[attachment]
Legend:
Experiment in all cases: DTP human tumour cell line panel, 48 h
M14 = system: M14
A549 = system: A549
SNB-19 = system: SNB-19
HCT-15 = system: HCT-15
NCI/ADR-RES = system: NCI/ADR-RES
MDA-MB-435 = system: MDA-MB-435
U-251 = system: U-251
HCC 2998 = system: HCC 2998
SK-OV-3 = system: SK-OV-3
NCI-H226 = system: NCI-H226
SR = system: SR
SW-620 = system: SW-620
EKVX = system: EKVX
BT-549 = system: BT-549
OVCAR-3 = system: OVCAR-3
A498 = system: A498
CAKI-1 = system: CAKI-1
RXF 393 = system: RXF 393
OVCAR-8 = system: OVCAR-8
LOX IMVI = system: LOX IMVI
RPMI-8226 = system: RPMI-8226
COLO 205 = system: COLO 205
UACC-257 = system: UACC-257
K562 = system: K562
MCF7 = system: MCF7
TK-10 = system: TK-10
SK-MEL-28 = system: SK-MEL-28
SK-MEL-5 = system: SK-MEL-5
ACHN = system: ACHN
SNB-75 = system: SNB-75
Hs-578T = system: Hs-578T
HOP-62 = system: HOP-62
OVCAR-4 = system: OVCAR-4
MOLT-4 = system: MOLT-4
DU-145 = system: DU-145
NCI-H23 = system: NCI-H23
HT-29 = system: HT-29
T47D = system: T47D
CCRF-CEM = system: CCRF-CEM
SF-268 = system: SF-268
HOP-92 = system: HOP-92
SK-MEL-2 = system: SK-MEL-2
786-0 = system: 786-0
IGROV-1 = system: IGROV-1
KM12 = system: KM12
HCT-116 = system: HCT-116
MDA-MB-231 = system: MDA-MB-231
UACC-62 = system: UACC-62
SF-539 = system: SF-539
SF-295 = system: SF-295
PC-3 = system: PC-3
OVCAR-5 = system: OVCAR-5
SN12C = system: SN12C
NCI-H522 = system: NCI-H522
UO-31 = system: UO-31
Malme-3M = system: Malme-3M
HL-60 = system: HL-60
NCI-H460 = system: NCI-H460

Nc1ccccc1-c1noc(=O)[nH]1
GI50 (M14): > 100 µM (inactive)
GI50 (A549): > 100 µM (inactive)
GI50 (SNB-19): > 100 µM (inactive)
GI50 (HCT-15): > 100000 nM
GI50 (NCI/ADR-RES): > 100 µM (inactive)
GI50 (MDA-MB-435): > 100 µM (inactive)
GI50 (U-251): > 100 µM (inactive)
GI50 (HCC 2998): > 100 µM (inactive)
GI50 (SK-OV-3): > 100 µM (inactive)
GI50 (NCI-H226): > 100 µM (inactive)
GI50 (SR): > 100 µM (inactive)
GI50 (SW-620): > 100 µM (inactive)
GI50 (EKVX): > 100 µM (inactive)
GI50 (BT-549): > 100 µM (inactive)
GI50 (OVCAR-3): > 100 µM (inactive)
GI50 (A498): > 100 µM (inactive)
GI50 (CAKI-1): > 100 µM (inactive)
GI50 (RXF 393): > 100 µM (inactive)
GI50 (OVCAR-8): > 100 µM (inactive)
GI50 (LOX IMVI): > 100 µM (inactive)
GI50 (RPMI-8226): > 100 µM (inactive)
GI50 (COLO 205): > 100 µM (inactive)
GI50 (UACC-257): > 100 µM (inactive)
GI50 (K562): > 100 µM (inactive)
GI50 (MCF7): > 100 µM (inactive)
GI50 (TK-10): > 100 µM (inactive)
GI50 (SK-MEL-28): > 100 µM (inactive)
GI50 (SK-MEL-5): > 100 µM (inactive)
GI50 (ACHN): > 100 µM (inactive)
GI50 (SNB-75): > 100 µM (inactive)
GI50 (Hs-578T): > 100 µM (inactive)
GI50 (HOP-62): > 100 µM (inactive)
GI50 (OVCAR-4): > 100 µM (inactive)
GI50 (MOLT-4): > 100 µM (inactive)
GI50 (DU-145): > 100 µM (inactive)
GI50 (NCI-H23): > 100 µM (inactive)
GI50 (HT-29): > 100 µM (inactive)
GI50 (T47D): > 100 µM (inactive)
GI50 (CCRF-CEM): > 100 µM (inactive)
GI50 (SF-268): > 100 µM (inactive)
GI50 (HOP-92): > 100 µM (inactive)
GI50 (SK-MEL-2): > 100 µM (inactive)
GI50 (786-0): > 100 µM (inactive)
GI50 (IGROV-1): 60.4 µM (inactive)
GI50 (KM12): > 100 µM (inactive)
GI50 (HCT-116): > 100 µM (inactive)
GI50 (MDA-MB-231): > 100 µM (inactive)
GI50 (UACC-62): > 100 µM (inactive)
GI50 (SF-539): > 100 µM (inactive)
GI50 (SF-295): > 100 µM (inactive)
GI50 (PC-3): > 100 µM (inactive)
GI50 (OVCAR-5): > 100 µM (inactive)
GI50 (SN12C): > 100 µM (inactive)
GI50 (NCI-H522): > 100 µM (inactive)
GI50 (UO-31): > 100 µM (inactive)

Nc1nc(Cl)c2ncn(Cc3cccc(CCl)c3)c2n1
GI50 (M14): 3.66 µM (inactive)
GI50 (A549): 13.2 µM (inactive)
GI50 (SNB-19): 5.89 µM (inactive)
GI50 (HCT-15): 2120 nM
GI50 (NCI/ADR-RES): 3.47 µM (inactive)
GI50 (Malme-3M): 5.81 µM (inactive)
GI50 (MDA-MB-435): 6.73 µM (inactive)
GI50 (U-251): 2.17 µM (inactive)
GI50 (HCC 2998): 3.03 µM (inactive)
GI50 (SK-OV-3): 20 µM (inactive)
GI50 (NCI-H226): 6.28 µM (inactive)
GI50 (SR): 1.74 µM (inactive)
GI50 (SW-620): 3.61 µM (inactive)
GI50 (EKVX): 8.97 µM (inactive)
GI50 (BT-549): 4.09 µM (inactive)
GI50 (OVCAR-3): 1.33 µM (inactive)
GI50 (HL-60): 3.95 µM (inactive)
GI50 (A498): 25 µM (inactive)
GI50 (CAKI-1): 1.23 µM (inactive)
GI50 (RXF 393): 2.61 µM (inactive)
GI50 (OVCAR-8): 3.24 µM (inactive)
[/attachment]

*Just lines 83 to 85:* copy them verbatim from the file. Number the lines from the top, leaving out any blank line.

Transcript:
GI50 (COLO 205): > 100 µM (inactive)
GI50 (UACC-257): > 100 µM (inactive)
GI50 (K562): > 100 µM (inactive)